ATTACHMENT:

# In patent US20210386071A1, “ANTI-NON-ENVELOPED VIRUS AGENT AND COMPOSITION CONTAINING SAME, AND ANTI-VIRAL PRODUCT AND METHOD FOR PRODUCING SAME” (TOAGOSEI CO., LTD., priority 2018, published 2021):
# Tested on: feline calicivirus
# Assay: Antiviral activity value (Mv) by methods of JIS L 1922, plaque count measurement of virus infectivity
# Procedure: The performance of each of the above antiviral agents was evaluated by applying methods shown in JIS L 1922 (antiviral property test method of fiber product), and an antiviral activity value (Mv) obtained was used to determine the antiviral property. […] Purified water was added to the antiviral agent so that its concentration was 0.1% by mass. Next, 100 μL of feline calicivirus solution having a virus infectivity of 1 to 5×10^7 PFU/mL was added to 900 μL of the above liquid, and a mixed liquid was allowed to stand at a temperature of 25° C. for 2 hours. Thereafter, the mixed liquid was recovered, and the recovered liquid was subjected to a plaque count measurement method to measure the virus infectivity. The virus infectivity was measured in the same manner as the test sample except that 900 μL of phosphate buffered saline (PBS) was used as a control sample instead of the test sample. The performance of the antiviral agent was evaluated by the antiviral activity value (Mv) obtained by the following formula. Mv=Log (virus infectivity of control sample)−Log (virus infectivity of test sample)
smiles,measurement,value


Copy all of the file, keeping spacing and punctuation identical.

# In patent US20210386071A1, “ANTI-NON-ENVELOPED VIRUS AGENT AND COMPOSITION CONTAINING SAME, AND ANTI-VIRAL PRODUCT AND METHOD FOR PRODUCING SAME” (TOAGOSEI CO., LTD., priority 2018, published 2021):
# Tested on: feline calicivirus
# Assay: Antiviral activity value (Mv) by methods of JIS L 1922, plaque count measurement of virus infectivity
# Procedure: The performance of each of the above antiviral agents was evaluated by applying methods shown in JIS L 1922 (antiviral property test method of fiber product), and an antiviral activity value (Mv) obtained was used to determine the antiviral property. […] Purified water was added to the antiviral agent so that its concentration was 0.1% by mass. Next, 100 μL of feline calicivirus solution having a virus infectivity of 1 to 5×10^7 PFU/mL was added to 900 μL of the above liquid, and a mixed liquid was allowed to stand at a temperature of 25° C. for 2 hours. Thereafter, the mixed liquid was recovered, and the recovered liquid was subjected to a plaque count measurement method to measure the virus infectivity. The virus infectivity was measured in the same manner as the test sample except that 900 μL of phosphate buffered saline (PBS) was used as a control sample instead of the test sample. The performance of the antiviral agent was evaluated by the antiviral activity value (Mv) obtained by the following formula. Mv=Log (virus infectivity of control sample)−Log (virus infectivity of test sample)
smiles,measurement,value